CROWN POINT — As community members debate the best course of action for school administrators to have taken when a student showed up to his Crown Point High School graduation Tuesday night in his Marine dress blues and was turned away, one Crown Point parent said her son, also in the military, chose to wear his cap and gown.
Crown Point parent Trish Batkiewicz said her son also was a graduate in the Crown Point High School Class of 2017 and also in the military, having attended Army basic training last summer between his junior and senior year in high school.
"My son proudly wore the standard red graduation cap and gown, along with a red, white and blue cord around his neck signifying military service and was announced as he walked across the stage with both his rank and name," she said.
"He received an overwhelming applause from the crowd. I have this proud moment captured on videotape and am amazed at his reception from the crowd. He was able to be recognized for his military service without needing to stand out. We had a very different experience at graduation than the other family. You can choose to follow the rules or not," Batkiewicz said.
Some students, parents and community members complained to The Times Wednesday when Crown Point grad Jacob Dalton Stanley, whose name was listed in the graduation program, was turned away when he went to the graduation ceremony Tuesday night at the Star Plaza Theatre in his Marine dress blues. School officials also did not read his name among the graduates.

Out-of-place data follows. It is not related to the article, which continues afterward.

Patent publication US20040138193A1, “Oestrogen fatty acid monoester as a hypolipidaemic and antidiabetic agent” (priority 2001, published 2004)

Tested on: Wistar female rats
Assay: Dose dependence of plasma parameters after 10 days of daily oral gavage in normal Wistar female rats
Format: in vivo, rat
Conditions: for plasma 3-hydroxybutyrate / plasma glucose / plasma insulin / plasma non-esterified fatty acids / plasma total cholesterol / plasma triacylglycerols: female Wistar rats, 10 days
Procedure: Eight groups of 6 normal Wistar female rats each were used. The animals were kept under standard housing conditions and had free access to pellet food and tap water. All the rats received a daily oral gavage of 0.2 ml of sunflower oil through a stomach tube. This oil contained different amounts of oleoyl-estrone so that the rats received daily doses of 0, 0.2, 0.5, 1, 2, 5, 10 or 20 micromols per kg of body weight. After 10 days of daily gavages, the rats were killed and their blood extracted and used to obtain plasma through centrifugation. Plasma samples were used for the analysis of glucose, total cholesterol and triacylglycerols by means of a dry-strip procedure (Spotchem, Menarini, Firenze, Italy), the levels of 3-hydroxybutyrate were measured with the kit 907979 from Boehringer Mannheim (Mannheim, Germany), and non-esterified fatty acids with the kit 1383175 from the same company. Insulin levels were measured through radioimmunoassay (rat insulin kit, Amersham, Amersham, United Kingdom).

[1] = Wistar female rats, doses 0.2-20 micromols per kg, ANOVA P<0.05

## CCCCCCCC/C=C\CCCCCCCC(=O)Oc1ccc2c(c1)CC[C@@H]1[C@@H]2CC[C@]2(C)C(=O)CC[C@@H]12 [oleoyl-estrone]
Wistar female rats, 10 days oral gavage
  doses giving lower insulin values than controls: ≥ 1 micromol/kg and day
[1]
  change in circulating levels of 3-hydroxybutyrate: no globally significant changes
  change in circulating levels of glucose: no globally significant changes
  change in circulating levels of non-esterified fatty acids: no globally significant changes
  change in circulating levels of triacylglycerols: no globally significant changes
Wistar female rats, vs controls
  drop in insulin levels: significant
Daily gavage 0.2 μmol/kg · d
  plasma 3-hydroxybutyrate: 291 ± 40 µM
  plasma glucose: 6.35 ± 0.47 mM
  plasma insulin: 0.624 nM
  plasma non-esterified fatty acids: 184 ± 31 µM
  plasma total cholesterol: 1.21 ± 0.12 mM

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Crown Point High School Principal Chip Pettit responded to The Times by email Wednesday, saying the tradition at Crown Point High School has been for all students voluntarily participating in the graduation ceremony to wear a standard graduation cap and gown, and individual students are recognized for academic achievement, honor society membership and military service by wearing stoles or cords over their gowns.
Crown Point businessman John Moose said when he first read The Times story, he, too, was outraged. He said he is a big supporter of military vets.
"I don't want to see the military disrespected in any way, but after talking to a member of the school board, I better understand the rules and regulations they've set up," Moose said.
"I was told the students were notified months ago of what they were required to wear at graduation. I know the school supports the military because they've got a display case up with a section about students in the military. Unfortunately, I think his pride in his uniform got the best of him, and you can't fault the young man for that. God bless him. I wish him a prosperous and safe career in the Marines."